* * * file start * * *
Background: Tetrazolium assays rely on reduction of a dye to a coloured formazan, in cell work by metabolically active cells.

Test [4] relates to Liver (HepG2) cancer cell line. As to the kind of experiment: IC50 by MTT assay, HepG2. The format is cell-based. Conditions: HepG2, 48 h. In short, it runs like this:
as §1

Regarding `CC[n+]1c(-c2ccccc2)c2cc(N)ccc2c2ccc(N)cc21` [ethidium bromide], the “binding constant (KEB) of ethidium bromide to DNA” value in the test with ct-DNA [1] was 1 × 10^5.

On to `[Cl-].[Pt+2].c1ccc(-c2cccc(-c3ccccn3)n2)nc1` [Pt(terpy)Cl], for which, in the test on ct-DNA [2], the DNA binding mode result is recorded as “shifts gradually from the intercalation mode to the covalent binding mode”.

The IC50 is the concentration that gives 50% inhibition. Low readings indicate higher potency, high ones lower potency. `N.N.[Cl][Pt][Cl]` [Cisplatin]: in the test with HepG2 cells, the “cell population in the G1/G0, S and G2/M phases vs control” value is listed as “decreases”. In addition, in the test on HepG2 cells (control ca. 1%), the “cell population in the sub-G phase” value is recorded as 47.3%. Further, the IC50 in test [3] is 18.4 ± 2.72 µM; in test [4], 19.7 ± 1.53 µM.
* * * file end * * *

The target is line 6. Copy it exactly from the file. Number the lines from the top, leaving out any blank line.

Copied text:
The IC50 is the concentration that gives 50% inhibition. Low readings indicate higher potency, high ones lower potency. `N.N.[Cl][Pt][Cl]` [Cisplatin]: in the test with HepG2 cells, the “cell population in the G1/G0, S and G2/M phases vs control” value is listed as “decreases”. In addition, in the test on HepG2 cells (control ca. 1%), the “cell population in the sub-G phase” value is recorded as 47.3%. Further, the IC50 in test [3] is 18.4 ± 2.72 µM; in test [4], 19.7 ± 1.53 µM.